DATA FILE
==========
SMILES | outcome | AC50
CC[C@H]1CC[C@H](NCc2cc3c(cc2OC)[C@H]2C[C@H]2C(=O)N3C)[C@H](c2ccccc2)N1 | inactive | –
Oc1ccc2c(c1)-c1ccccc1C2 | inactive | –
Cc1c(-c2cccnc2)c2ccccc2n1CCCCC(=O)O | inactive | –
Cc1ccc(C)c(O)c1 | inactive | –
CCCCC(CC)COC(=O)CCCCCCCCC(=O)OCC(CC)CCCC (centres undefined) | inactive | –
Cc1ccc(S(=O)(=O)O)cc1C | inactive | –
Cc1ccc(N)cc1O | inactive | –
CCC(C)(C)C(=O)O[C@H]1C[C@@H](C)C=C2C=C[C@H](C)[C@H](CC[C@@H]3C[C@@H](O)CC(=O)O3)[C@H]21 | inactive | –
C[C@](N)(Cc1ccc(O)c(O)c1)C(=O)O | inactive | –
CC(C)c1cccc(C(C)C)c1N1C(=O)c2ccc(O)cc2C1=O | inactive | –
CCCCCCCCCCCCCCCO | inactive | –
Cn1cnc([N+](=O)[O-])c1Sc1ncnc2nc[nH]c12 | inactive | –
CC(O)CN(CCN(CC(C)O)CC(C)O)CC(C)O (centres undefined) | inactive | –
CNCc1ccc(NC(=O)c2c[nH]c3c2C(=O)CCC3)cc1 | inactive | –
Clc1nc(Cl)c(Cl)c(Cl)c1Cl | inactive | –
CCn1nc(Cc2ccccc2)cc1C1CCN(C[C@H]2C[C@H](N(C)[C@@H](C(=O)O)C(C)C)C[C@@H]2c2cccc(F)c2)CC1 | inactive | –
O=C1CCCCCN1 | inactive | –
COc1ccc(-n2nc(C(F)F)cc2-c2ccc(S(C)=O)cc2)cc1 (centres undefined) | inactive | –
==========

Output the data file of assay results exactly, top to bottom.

SMILES | outcome | AC50
CC[C@H]1CC[C@H](NCc2cc3c(cc2OC)[C@H]2C[C@H]2C(=O)N3C)[C@H](c2ccccc2)N1 | inactive | –
Oc1ccc2c(c1)-c1ccccc1C2 | inactive | –
Cc1c(-c2cccnc2)c2ccccc2n1CCCCC(=O)O | inactive | –
Cc1ccc(C)c(O)c1 | inactive | –
CCCCC(CC)COC(=O)CCCCCCCCC(=O)OCC(CC)CCCC (centres undefined) | inactive | –
Cc1ccc(S(=O)(=O)O)cc1C | inactive | –
Cc1ccc(N)cc1O | inactive | –
CCC(C)(C)C(=O)O[C@H]1C[C@@H](C)C=C2C=C[C@H](C)[C@H](CC[C@@H]3C[C@@H](O)CC(=O)O3)[C@H]21 | inactive | –
C[C@](N)(Cc1ccc(O)c(O)c1)C(=O)O | inactive | –
CC(C)c1cccc(C(C)C)c1N1C(=O)c2ccc(O)cc2C1=O | inactive | –
CCCCCCCCCCCCCCCO | inactive | –
Cn1cnc([N+](=O)[O-])c1Sc1ncnc2nc[nH]c12 | inactive | –
CC(O)CN(CCN(CC(C)O)CC(C)O)CC(C)O (centres undefined) | inactive | –
CNCc1ccc(NC(=O)c2c[nH]c3c2C(=O)CCC3)cc1 | inactive | –
Clc1nc(Cl)c(Cl)c(Cl)c1Cl | inactive | –
CCn1nc(Cc2ccccc2)cc1C1CCN(C[C@H]2C[C@H](N(C)[C@@H](C(=O)O)C(C)C)C[C@@H]2c2cccc(F)c2)CC1 | inactive | –
O=C1CCCCCN1 | inactive | –
COc1ccc(-n2nc(C(F)F)cc2-c2ccc(S(C)=O)cc2)cc1 (centres undefined) | inactive | –